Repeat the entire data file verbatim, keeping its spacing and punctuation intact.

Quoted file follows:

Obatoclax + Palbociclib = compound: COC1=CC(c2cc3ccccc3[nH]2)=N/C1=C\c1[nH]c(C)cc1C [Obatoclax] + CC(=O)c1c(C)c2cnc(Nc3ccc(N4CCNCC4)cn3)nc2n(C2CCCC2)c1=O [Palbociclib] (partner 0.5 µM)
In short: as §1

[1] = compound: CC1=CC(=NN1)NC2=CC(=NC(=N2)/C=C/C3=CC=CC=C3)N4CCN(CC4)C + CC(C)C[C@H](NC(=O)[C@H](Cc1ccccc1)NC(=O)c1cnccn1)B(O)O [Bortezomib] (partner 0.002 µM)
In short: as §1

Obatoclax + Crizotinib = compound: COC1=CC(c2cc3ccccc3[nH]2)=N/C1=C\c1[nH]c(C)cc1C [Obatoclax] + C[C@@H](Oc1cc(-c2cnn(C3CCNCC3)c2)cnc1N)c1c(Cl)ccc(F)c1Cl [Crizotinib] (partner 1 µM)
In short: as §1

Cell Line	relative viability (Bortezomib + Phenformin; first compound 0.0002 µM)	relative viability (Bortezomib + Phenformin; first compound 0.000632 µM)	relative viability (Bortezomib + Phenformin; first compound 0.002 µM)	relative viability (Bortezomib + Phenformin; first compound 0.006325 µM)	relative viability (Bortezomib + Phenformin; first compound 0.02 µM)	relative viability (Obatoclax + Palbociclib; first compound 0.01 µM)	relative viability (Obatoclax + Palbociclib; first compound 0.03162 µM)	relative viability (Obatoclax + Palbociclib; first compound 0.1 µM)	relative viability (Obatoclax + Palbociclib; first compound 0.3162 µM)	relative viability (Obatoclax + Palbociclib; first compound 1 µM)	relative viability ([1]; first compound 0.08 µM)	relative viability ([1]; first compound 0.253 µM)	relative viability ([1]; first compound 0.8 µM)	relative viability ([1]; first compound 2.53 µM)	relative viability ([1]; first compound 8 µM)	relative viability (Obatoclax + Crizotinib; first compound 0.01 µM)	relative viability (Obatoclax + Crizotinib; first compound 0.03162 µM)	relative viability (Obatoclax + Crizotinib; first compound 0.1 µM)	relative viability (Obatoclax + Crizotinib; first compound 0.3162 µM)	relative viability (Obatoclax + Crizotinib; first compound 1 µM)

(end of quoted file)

Obatoclax + Palbociclib = compound: COC1=CC(c2cc3ccccc3[nH]2)=N/C1=C\c1[nH]c(C)cc1C [Obatoclax] + CC(=O)c1c(C)c2cnc(Nc3ccc(N4CCNCC4)cn3)nc2n(C2CCCC2)c1=O [Palbociclib] (partner 0.5 µM)
In short: as §1

[1] = compound: CC1=CC(=NN1)NC2=CC(=NC(=N2)/C=C/C3=CC=CC=C3)N4CCN(CC4)C + CC(C)C[C@H](NC(=O)[C@H](Cc1ccccc1)NC(=O)c1cnccn1)B(O)O [Bortezomib] (partner 0.002 µM)
In short: as §1

Obatoclax + Crizotinib = compound: COC1=CC(c2cc3ccccc3[nH]2)=N/C1=C\c1[nH]c(C)cc1C [Obatoclax] + C[C@@H](Oc1cc(-c2cnn(C3CCNCC3)c2)cnc1N)c1c(Cl)ccc(F)c1Cl [Crizotinib] (partner 1 µM)
In short: as §1

Cell Line	relative viability (Bortezomib + Phenformin; first compound 0.0002 µM)	relative viability (Bortezomib + Phenformin; first compound 0.000632 µM)	relative viability (Bortezomib + Phenformin; first compound 0.002 µM)	relative viability (Bortezomib + Phenformin; first compound 0.006325 µM)	relative viability (Bortezomib + Phenformin; first compound 0.02 µM)	relative viability (Obatoclax + Palbociclib; first compound 0.01 µM)	relative viability (Obatoclax + Palbociclib; first compound 0.03162 µM)	relative viability (Obatoclax + Palbociclib; first compound 0.1 µM)	relative viability (Obatoclax + Palbociclib; first compound 0.3162 µM)	relative viability (Obatoclax + Palbociclib; first compound 1 µM)	relative viability ([1]; first compound 0.08 µM)	relative viability ([1]; first compound 0.253 µM)	relative viability ([1]; first compound 0.8 µM)	relative viability ([1]; first compound 2.53 µM)	relative viability ([1]; first compound 8 µM)	relative viability (Obatoclax + Crizotinib; first compound 0.01 µM)	relative viability (Obatoclax + Crizotinib; first compound 0.03162 µM)	relative viability (Obatoclax + Crizotinib; first compound 0.1 µM)	relative viability (Obatoclax + Crizotinib; first compound 0.3162 µM)	relative viability (Obatoclax + Crizotinib; first compound 1 µM)